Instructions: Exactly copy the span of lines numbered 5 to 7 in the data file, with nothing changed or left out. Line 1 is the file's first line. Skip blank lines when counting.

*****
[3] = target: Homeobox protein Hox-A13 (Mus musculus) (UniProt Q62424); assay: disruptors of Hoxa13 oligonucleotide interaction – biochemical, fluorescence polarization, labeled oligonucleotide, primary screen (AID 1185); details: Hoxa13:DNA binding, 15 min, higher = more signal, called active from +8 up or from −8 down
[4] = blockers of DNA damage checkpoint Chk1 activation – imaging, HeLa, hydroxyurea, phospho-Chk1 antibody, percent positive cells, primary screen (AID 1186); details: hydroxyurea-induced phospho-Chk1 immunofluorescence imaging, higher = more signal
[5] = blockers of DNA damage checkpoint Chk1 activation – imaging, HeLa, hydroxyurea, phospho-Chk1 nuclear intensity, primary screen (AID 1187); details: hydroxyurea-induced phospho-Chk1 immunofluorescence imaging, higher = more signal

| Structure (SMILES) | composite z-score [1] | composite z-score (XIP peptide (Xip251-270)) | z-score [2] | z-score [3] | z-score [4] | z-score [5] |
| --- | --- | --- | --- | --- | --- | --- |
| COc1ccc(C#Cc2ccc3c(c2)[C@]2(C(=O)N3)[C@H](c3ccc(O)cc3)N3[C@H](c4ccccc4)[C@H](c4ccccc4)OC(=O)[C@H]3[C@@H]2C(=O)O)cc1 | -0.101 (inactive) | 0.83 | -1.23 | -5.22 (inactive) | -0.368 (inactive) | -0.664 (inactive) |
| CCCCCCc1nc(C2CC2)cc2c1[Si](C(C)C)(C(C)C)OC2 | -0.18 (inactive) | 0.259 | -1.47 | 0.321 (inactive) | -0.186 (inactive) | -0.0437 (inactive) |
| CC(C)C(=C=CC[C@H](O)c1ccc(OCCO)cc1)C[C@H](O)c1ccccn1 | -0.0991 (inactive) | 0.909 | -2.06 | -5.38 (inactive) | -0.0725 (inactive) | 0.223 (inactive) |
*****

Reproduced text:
| --- | --- | --- | --- | --- | --- | --- |
| COc1ccc(C#Cc2ccc3c(c2)[C@]2(C(=O)N3)[C@H](c3ccc(O)cc3)N3[C@H](c4ccccc4)[C@H](c4ccccc4)OC(=O)[C@H]3[C@@H]2C(=O)O)cc1 | -0.101 (inactive) | 0.83 | -1.23 | -5.22 (inactive) | -0.368 (inactive) | -0.664 (inactive) |
| CCCCCCc1nc(C2CC2)cc2c1[Si](C(C)C)(C(C)C)OC2 | -0.18 (inactive) | 0.259 | -1.47 | 0.321 (inactive) | -0.186 (inactive) | -0.0437 (inactive) |